Today, speech technology is only available for a small fraction of the thousands of languages spoken around the world because traditional systems need to be trained on large amounts of annotated speech audio with transcriptions. Obtaining that kind of data for every human language and dialect is almost impossible.
Wav2vec works around this limitation by requiring little to no transcribed data. The model uses self-supervision to push the boundaries by learning from unlabeled training data. This enables speech recognition systems for many more languages and dialects, such as Kyrgyz and Swahili, which don’t have a lot of transcribed speech audio. Self-supervision is the key to leveraging unannotated data and building better systems.
I don't want speech technology to only be accessible to people who speak English and who speak English without an accent. I want this to be accessible to more people. I want to support all the languages in the world.
The grand motivation behind all of this is to build systems that can learn similarly to how humans do and make connections between different pieces of data. To build models that can learn really good representations by simply observing the world around them.
How do you access information if you don't know how to read or write? You can speak. There are nearly 7,000 languages in the world. We know how to do speech recognition decently for maybe a hundred, and really well for maybe 10. If we can lower the bar to build speech technology for many more languages, then we can make information more accessible.
Our researchers understand how essential speech recognition can be in everyday life, from asking a virtual assistant what the weather will be, to telling a GPS app to find the nearest gas station. But for those who don’t speak English or do so with a heavy accent, it can be difficult to use speech recognition devices. The wav2vec team believes that technology like this should benefit all people and not only those who are fluent in one of the world’s most widely spoken languages. That’s why our researchers have open-sourced the code and pre-trained models with the hopes to scale impact and enable other researchers to build better speech recognition systems that are not dependent on annotated data.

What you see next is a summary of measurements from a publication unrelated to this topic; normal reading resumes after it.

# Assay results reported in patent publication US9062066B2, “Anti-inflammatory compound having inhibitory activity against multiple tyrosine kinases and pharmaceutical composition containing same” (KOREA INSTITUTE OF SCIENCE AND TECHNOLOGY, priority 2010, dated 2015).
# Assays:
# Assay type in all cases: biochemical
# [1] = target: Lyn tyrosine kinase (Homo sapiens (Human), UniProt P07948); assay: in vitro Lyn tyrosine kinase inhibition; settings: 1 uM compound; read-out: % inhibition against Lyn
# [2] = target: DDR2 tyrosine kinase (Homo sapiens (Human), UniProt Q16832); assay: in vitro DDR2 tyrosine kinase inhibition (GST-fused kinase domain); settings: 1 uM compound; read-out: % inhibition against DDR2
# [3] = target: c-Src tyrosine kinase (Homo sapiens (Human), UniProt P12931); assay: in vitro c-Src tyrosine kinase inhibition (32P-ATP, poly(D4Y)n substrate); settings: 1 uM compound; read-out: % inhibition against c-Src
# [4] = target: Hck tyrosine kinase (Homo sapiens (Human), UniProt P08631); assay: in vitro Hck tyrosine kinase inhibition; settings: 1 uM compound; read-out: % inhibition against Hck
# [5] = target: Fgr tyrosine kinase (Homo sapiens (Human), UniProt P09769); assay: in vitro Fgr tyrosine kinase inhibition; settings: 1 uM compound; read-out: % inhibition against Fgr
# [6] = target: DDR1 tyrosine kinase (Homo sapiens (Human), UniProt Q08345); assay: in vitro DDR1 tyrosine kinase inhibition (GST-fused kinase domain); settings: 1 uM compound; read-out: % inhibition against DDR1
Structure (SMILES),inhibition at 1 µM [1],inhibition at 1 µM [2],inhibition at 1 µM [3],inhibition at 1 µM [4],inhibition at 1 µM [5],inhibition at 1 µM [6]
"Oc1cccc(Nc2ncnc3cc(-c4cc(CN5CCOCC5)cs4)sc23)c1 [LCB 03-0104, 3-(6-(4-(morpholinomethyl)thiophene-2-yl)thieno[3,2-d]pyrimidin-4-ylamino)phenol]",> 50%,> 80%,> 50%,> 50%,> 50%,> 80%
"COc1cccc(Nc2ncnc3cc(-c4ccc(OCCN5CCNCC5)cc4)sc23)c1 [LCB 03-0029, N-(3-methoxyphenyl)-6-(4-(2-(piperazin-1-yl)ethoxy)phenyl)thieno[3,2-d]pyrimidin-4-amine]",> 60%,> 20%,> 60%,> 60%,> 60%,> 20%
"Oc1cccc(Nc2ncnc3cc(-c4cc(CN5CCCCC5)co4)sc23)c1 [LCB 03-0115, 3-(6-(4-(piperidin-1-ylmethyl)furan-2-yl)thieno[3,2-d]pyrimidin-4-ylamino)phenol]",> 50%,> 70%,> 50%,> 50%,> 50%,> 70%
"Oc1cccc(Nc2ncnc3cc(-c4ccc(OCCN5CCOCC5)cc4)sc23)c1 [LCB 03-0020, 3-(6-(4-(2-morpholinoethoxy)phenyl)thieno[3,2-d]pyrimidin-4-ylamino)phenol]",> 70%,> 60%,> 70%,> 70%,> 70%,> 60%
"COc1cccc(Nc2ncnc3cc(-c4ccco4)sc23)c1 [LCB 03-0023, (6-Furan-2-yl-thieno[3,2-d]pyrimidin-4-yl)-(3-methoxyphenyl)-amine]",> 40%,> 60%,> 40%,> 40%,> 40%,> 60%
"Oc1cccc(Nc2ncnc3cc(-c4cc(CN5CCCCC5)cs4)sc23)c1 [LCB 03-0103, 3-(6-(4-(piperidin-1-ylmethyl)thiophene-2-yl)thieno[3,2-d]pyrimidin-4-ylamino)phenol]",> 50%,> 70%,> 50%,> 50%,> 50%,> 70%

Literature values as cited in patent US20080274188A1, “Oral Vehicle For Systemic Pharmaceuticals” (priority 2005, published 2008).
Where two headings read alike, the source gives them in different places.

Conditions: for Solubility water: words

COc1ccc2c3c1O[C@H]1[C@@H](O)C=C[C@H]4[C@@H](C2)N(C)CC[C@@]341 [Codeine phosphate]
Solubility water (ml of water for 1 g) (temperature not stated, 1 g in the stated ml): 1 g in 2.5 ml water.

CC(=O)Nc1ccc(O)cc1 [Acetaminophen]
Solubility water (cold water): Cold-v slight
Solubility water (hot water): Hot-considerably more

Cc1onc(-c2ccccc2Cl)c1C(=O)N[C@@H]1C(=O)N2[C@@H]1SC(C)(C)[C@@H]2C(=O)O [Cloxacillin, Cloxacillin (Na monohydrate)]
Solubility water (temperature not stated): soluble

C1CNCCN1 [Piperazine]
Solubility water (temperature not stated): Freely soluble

The wav2vec model is trained by predicting speech units for masked parts of speech audio. It learns basic units that are 25ms long to enable learning of high-level contextualized representations. This enables us to build speech recognition systems that can outperform the best semi-supervised methods, even with 100 times less labeled training data. Our model learns a set of speech units, which are shorter than phonemes, to describe the speech audio sequence. Since this set is finite, the units encourage the model to focus on the most important factors to represent the speech audio.
Wav2vec learns from recorded speech audio and unpaired text, lessening the need for transcriptions. The self-supervised model segments the voice recording into speech units that loosely correspond to individual sounds. Training a generative adversarial network consisting of a generator and a discriminator network helps the model learn to recognize the words in the audio recording. Reducing our dependence on annotated data by using self-supervised learning is an important part of expanding access to speech recognition tools to many more people around the world.
Alexei Baevski, Steffen Scheider, Wei-Ning Hsu, Alexis Conneau, Henry Zhou, Ronan Collobert, Abdelrahman Mohamed, Michael Auli
Meta AI and NYU Langone Health have developed a way to use AI for MRIs that need only a quarter of the raw data traditionally required for a full MRI.